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In the development of this project, there will be participation of Mexican academics, senior researchers and postgraduate students from the TEC de Monterrey Campus Cd de México, the Autonomous University of Puebla (BUAP), the Michoacán University of San Nicolás de Hidalgo (UMSNH); the Public Health Laboratories of the State of Michoacán (LESP); and two postdoctoral scientists from the University of Oxford.

Professor Arturo Reyes Sandoval portraitOn March 2015 Prof Arturo Reyes Sandoval and co-PI Dr Juan José Plata-Muñoz from partner institution Instituto Tecnológico y de Estudios Superiores de Monterrey, ITESM Campus Cd. de México, were awarded a Newton Fund Institutional Links grant worth £70,000 to support an initial dengue collaborative research project in 2015 with our Mexican partners ITESM, Benemérita Universidad Autónoma de Puebla (BUAP), Universidad Michoacana San Nicolás de Hidalgo (UMSNH), and Laboratorio Estatal de Salud Pública de Michoacán (LESPM). This award will provide crucial seed funding for the exploration and strengthening of collaborative strategic partnerships with several high-profile Mexican institutions collaborating in the project “A study of cellular immune responses in humans against dengue virus (DENV) to inform vaccine development.”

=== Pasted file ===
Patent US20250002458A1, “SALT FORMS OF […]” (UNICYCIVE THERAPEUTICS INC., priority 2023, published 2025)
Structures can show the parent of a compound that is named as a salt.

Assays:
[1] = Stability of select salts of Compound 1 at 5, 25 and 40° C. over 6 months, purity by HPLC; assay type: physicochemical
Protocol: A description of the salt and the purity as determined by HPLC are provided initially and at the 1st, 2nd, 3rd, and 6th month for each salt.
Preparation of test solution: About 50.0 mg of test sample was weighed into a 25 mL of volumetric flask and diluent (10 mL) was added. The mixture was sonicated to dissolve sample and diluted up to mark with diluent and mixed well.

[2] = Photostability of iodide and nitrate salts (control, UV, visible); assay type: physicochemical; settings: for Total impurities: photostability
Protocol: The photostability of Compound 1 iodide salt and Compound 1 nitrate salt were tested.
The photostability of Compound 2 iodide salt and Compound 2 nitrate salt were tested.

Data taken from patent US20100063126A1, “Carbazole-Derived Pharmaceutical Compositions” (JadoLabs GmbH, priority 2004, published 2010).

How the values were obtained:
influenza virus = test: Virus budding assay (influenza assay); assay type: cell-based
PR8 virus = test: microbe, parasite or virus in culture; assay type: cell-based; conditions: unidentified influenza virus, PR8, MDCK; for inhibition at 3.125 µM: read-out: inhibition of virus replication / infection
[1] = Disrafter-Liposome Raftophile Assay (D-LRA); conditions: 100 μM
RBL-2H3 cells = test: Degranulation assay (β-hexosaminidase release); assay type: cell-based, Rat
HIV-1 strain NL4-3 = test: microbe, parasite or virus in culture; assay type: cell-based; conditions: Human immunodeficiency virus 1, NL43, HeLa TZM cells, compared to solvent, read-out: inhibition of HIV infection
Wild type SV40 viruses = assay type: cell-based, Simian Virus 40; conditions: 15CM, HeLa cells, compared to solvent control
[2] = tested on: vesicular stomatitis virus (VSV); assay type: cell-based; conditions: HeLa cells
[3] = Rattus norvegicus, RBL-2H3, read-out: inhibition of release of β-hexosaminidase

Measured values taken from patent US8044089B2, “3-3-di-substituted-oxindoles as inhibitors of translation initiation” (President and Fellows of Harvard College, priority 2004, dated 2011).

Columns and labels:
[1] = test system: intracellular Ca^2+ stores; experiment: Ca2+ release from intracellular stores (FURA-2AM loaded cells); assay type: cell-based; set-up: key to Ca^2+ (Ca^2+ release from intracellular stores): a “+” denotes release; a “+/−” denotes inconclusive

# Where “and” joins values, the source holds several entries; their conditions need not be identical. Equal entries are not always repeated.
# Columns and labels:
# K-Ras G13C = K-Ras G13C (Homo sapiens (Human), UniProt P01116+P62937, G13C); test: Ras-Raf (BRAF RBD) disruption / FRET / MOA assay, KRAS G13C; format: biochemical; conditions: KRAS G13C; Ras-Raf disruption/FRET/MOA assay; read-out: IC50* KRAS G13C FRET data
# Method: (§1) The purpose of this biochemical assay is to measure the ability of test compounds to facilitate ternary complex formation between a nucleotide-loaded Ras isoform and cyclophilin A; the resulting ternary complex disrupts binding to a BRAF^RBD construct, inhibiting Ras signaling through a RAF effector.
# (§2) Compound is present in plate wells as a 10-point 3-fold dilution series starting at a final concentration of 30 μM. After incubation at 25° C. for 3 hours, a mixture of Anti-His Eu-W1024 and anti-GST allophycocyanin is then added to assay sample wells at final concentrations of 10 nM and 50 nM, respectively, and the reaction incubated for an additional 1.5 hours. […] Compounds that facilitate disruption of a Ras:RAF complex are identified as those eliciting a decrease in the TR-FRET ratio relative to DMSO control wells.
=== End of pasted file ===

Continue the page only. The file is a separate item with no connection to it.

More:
Despite ongoing research, there are currently no licensed vaccines to prevent dengue infection. Most DENV vaccines in clinical development aim to induce protective antibodies to cover all four serotypes of the virus, but have shown disappointing efficacy. A novel approach, developed at the Jenner Institute and led by Arturo Reyes-Sandoval's group, aims to stimulate the T-cell response, the other branch of the immune system. This approach targets the Achilles heel of the dengue virus: its most essential and conserved parts, which do not change regardless of serotype. We have developed a bioinformatics approach to uncover the most conserved parts of DENV, and have designed an immunogen to be used as a universal vaccine to protect against all four strains.

We now must investigate whether this immunogen is truly universal. To address this question, we will establish the infrastructure and lay the basis to allow an analysis of blood samples from infected people from diverse areas of Mexico, and determine if their immune system reacts against the newly developed dengue immunogen. This proposal will support establishing a network to create and support the environment for the study.